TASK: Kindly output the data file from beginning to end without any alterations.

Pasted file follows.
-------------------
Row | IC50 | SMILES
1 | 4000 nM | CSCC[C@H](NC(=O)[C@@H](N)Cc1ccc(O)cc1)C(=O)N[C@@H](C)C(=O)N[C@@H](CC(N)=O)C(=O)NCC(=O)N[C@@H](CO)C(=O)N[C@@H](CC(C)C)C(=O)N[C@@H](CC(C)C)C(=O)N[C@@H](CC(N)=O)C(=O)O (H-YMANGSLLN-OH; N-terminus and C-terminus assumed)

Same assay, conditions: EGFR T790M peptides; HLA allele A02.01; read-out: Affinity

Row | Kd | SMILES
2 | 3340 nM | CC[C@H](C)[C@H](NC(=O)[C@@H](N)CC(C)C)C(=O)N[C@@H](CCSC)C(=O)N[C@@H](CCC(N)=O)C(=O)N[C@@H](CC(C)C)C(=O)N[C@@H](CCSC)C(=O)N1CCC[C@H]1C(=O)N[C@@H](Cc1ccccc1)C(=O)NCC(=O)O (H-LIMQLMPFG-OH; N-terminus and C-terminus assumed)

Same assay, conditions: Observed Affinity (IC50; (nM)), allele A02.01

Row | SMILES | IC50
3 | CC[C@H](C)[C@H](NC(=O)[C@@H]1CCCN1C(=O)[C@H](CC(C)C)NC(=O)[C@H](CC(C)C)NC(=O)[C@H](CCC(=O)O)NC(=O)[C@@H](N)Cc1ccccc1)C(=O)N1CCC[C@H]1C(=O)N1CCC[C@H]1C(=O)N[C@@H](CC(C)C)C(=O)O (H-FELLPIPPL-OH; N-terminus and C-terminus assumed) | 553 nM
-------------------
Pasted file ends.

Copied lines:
Row | IC50 | SMILES
1 | 4000 nM | CSCC[C@H](NC(=O)[C@@H](N)Cc1ccc(O)cc1)C(=O)N[C@@H](C)C(=O)N[C@@H](CC(N)=O)C(=O)NCC(=O)N[C@@H](CO)C(=O)N[C@@H](CC(C)C)C(=O)N[C@@H](CC(C)C)C(=O)N[C@@H](CC(N)=O)C(=O)O (H-YMANGSLLN-OH; N-terminus and C-terminus assumed)

Same assay, conditions: EGFR T790M peptides; HLA allele A02.01; read-out: Affinity

Row | Kd | SMILES
2 | 3340 nM | CC[C@H](C)[C@H](NC(=O)[C@@H](N)CC(C)C)C(=O)N[C@@H](CCSC)C(=O)N[C@@H](CCC(N)=O)C(=O)N[C@@H](CC(C)C)C(=O)N[C@@H](CCSC)C(=O)N1CCC[C@H]1C(=O)N[C@@H](Cc1ccccc1)C(=O)NCC(=O)O (H-LIMQLMPFG-OH; N-terminus and C-terminus assumed)

Same assay, conditions: Observed Affinity (IC50; (nM)), allele A02.01

Row | SMILES | IC50
3 | CC[C@H](C)[C@H](NC(=O)[C@@H]1CCCN1C(=O)[C@H](CC(C)C)NC(=O)[C@H](CC(C)C)NC(=O)[C@H](CCC(=O)O)NC(=O)[C@@H](N)Cc1ccccc1)C(=O)N1CCC[C@H]1C(=O)N1CCC[C@H]1C(=O)N[C@@H](CC(C)C)C(=O)O (H-FELLPIPPL-OH; N-terminus and C-terminus assumed) | 553 nM